When a serious breach of market integrity is suspected, what should the regulators’ priorities be: should it try to punish the guilty, or should it seek to deter other wrong doers or should it focus on protecting the victims? Both bureaucratic and political incentives may be tilted towards the first and perhaps the second, but in fact it is the last that is most important. I have been thinking about these issues in the context of the order of the Securities and Exchange Board of India in the matter of Sharepro Services, a Registrar and Share Transfer Agent regulated by SEBI. The order which is based on six months of investigation and runs into 98 pages finds that:
Shares and dividends have been transferred from the accounts of the genuine investors to entities linked with the top management of Sharepro without any supporting documents
Records have been deliberately falsiﬁed avoid the audit trails.
Sharepro and its top management have authorized issuances of new certiﬁcates without any request or authorisation from shareholders.
The management of Sharepro has not cooperated with the investigation which being carried out by SEBI and on several occasions, it has attempted to mislead the investigation in the matter.
If one assumes that these findings are correct, then the key regulatory priority must be to take operational control of Sharepro and thereby protect the interests of investors who might have been harmed. A Registrar and Share Transfer Agent is a critical intermediary whose honest functioning is essential to ensure market integrity and maintain the faith of investors in the capital markets. I think that SEBI’s powers under section 11B of the SEBI Act would be adequate to achieve this objective, but in case of need, resort could also be had to section 242 of the Companies Act 2013.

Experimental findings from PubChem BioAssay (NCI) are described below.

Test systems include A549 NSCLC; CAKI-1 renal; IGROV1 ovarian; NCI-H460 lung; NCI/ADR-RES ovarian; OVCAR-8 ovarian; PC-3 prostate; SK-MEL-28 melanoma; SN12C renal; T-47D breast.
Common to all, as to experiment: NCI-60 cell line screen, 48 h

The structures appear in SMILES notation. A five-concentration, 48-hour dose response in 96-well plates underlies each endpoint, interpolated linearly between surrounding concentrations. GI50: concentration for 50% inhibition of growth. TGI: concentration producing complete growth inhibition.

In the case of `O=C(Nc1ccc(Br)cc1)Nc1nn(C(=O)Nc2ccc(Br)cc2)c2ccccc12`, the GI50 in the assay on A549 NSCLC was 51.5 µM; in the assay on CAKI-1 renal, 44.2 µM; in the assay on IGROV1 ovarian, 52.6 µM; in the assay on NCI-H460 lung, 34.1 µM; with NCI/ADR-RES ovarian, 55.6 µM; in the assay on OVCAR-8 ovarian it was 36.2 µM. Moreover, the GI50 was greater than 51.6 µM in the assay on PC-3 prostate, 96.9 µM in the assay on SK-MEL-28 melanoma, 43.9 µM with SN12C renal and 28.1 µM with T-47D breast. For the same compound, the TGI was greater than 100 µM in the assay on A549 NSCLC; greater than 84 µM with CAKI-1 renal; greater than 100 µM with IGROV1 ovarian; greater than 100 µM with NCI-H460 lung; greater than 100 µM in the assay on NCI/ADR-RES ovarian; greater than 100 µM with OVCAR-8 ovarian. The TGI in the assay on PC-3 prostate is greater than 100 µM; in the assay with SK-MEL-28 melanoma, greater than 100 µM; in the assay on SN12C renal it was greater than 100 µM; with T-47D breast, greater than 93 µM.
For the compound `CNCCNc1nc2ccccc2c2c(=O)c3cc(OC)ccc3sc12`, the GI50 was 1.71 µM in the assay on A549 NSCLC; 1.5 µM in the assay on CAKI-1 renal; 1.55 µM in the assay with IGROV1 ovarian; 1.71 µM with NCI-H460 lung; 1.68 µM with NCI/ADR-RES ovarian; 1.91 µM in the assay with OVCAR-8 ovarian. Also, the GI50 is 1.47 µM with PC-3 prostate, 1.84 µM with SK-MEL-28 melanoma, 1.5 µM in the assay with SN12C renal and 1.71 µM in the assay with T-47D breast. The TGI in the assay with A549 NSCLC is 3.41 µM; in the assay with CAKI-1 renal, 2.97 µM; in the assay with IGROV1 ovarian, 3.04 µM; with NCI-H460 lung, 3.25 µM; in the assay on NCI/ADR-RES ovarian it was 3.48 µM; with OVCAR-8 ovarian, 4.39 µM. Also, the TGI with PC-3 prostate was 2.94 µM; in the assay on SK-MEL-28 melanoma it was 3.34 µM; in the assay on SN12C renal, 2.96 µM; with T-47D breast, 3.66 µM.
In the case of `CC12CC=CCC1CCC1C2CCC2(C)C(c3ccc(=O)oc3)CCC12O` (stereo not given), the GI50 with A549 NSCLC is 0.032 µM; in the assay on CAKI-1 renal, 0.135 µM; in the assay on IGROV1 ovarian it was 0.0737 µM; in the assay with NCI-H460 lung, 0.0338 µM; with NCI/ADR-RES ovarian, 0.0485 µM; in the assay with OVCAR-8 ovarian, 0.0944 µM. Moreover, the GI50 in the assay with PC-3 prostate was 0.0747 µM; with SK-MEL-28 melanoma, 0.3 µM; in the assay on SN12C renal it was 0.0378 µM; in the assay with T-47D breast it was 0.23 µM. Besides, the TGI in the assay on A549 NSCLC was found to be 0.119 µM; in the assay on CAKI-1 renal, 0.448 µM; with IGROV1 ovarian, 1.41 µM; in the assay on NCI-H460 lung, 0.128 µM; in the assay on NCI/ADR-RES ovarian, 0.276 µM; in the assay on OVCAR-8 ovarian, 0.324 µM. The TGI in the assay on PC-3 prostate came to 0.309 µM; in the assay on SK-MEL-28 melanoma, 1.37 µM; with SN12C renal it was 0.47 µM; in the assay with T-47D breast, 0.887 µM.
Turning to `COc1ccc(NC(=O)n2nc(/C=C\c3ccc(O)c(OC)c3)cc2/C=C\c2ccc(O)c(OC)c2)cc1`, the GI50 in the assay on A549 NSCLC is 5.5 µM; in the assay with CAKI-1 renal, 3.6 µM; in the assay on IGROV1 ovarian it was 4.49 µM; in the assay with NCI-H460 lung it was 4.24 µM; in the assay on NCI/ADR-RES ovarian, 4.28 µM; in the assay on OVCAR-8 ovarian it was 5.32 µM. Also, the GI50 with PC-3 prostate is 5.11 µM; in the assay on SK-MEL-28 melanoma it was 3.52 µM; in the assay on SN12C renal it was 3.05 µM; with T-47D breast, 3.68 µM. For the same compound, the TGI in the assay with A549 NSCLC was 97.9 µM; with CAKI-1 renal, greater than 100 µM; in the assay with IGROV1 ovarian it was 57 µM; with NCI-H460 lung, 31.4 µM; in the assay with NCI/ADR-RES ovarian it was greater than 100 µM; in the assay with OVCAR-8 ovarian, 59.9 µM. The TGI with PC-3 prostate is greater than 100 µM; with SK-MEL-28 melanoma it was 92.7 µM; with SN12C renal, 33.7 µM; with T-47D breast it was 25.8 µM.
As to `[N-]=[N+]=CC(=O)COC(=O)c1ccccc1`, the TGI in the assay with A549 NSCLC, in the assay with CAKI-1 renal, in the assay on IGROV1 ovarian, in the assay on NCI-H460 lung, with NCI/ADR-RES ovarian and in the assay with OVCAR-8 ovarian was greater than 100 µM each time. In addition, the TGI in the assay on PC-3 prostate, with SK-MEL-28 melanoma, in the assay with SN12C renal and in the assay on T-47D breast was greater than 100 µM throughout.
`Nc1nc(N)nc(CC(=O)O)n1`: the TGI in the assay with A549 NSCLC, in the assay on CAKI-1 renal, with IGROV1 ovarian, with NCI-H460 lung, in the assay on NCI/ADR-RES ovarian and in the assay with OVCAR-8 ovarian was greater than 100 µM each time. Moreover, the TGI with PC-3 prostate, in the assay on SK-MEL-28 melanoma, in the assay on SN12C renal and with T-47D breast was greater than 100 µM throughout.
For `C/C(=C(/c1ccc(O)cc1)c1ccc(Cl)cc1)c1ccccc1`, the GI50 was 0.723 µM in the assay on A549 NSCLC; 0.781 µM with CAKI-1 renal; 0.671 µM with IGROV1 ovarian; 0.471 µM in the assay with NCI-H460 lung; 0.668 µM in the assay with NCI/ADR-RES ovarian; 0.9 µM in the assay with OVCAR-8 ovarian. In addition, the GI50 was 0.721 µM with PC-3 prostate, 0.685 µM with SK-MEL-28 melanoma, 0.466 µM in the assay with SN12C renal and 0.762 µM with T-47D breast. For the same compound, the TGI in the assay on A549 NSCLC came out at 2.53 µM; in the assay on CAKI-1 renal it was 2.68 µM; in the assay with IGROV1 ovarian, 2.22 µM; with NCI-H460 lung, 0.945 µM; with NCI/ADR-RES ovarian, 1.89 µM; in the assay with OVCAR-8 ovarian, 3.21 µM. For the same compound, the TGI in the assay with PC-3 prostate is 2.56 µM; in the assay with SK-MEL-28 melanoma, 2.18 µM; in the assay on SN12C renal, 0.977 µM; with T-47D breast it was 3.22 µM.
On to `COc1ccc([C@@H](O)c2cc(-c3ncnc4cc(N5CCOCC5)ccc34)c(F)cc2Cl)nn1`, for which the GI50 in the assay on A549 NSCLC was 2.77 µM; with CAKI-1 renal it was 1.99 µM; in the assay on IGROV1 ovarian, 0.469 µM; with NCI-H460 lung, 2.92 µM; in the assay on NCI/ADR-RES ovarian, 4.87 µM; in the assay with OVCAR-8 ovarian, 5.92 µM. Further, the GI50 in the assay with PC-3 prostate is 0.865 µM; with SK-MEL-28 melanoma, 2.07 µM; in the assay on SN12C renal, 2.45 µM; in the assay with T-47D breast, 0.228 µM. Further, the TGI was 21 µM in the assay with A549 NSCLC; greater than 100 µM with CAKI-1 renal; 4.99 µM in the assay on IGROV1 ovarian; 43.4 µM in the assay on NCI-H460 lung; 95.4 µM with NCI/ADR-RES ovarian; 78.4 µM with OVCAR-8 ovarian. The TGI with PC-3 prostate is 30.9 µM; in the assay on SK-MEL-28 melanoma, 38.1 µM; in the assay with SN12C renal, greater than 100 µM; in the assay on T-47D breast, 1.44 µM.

The SEBI order does take some steps to punish the top management of Sharepro but does too little to protect the investors who appear to have lost money. It does not even cancel or suspend the registration of Sharepro as a Registrar and Share Transfer Agent, but merely advises companies who are clients of Sharepro switchover to another Registrar and Share Transfer Agent or to carry out these activities in-house. The only investor protection step in the order is the direction to companies who are clients of Sharepro to audit the records and systems of Sharepro. But if the records have been falsiﬁed, then only a regulator or other agency with statutory powers can carry out a meaningful audit by obtaining third party records.
A decade ago, when the Satyam fraud occurred, I was among the earliest to write that the government should simply take control of the company. I would argue the same in the case of Sharepro as well assuming that the SEBI findings are correct.